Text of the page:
Saturday, December 14, 2019
Can the world stop the emerging climate catastrophe? Negotiations stall at the UN conference in Madrid. The final declaration planned for Friday evening is overdue. Negotiations continue throughout the night.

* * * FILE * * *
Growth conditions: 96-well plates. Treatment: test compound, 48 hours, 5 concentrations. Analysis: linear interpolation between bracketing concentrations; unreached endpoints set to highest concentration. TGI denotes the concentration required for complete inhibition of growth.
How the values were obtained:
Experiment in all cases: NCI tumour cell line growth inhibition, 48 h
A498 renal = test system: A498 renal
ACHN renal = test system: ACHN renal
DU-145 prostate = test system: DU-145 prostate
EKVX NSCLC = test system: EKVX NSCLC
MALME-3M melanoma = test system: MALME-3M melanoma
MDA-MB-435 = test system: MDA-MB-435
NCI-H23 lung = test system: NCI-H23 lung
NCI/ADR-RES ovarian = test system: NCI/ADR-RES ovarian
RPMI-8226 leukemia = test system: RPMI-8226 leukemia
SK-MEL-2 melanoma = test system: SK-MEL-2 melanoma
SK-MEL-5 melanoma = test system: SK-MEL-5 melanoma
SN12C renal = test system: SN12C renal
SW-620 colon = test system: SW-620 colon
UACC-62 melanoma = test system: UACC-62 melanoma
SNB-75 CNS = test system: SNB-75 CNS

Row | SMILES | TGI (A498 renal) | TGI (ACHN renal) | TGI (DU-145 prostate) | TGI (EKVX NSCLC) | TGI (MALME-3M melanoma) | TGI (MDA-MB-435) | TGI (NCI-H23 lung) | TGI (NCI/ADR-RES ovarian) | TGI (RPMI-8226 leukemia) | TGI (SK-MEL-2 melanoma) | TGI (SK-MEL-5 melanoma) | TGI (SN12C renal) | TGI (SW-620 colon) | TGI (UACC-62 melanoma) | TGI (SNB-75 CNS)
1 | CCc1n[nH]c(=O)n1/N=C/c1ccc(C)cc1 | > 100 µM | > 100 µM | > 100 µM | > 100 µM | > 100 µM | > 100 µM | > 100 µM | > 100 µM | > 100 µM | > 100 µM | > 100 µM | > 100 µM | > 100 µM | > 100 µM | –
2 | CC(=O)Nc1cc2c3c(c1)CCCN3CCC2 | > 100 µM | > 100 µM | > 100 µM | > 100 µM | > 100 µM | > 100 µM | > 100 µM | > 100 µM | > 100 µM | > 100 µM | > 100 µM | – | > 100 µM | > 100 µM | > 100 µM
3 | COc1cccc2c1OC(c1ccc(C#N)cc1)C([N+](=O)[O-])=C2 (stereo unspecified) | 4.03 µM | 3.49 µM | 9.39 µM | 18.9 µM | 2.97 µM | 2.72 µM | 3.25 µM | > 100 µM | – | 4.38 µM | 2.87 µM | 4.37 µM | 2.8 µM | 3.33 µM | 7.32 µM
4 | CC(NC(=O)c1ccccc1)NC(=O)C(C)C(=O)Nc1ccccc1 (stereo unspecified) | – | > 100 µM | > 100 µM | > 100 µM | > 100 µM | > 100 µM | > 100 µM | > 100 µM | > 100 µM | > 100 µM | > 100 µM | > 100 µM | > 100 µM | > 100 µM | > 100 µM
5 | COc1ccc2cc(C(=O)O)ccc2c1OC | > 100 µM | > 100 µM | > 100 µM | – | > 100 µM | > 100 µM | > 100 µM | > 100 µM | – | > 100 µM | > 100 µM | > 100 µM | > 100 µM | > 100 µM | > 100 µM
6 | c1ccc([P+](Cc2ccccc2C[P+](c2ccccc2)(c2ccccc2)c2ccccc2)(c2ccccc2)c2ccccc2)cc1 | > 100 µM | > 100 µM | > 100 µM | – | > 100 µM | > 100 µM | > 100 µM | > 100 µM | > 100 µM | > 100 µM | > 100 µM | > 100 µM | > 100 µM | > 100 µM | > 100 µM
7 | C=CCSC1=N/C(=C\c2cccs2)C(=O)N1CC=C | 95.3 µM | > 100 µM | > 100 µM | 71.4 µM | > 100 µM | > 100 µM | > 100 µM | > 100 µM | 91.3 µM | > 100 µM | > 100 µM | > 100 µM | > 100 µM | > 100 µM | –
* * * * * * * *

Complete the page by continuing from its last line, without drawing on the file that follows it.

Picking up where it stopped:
Everything went very quickly in Brussels, negotiations in Madrid stalled: While the EU countries were already able to agree on binding targets for climate neutrality by 2050, the 25th UN climate conference ("COP25") to end in a diplomatic debacle. A final declaration was originally scheduled for Friday evening at 6 p.m. With the joint declaration as the highlight, the entire UN conference should have ended after two weeks. However, observers say the talks have stalled. Negotiations continued early on Saturday morning. An end is not yet in sight, it was said. Even hours after the official end of the conference, the negotiators were still struggling for market mechanisms, climate finance and a promise of higher climate protection goals. The final statements are expected in the coming hours, it was said in the early morning. However, it could take longer for the delegates to appear in front of the press. "Anything else would be a sensation" The political director of the environmental and development organization Germanwatch, Christoph Bals, said on Friday evening that the negotiators could well take a short break agreed not to have to negotiate all night. In this case, his assessment for the end of the conference was: "Anything that would be before Saturday afternoon would be a sensation." Bals has participated in all UN climate conferences at the COP level so far. There are sticking points this time on a whole series of topics: The design of Article 6 of the Paris Climate Agreement is particularly controversial. It also plans to use market mechanisms to increase and implement national climate protection contributions, the so-called NDCs. A country like Germany, for example, could finance a solar power plant in an African country to reduce the use of fossil fuels and have this emission savings offset against its NDC. A few countries like Brazil and Australia insist that pollution rights acquired under the Kyoto protocol under the Paris Agreement continues to apply. Regulations are also being struggled to avoid double counting of climate protection efforts and to establish social and human rights standards for the projects covered by Article 6. Federal Environment Minister Svenja Schulze had already ruled out failure to draft Article 6 on Friday morning. Green billions for climate change The Paris Agreement has already entered into force, but its provisions will not officially apply until 2020. However, the industrialized countries had agreed to step up their efforts to protect the climate beforehand. Developing countries criticize that hardly anything has happened and that some countries, such as Germany, have missed their 2020 target. Climate finance is also being fought for in Madrid. Since the demand from developing countries to set up a separate fund for the compensation of climate-related damage and loss (loss and damage) currently has no chance of implementation, there is discussion about opening the Green Climate Fund to this aspect. However, there is no additional funding available.Australia, Brazil and the USA as a brake.Another central negotiating point is the question of how the so-called umbrella decision of the conference addresses the need for all countries to raise their climate protection targets in order to implement the Paris Agreement. The issue of climate protection is not officially on the agenda in Madrid. The states of the Paris Agreement will not have to present their new climate protection commitments until next year at the UN climate conference in Glasgow. In view of the progressive and increasingly noticeable global warming, environmental associations and activists – for example from the Fridays for Future movement with Greta Thunberg – are pressing for the climate targets to be raised significantly now, or at least for 2020 to be firmly promised important signal welcomed. The EU agreement was a "very important decision," said Federal Environment Minister Schulze in Madrid. She underlined that Poland was the only country that did not join the decision, but "did not delay it". EU Commission Vice-Frans Timmermans said in Madrid that he hoped the EU decision on climate neutrality would "many of our partners in." follow the world ". In order to implement the target for 2050, the EU must "act now". "Fight for our present" Michael Schäfer from WWF Germany also praised the decision. "Now, however, it is time to roll up our sleeves and tackle it: The actual work, the implementation of this goal through concrete intermediate steps and consistent climate protection measures, is due in the next six months," he warned in Madrid. "The member states must start this conversion immediately," said Greenpeace managing director Martin Kaiser. "This is a late but important signal that the EU wants to become a locomotive for the implementation of the Paris climate agreement," confirmed Germanwatch managing director Bals. The climate envoy of the Marshall Islands, Tina Stege, said that the UN Climate conference no longer just about a fight for the future, but about "a fight for our present". Costa Rica's environment minister Carlos Manuel Rodríguez named the United States, which initiated its exit from the Paris Agreement, as the brake on the negotiations alongside Australia and Brazil.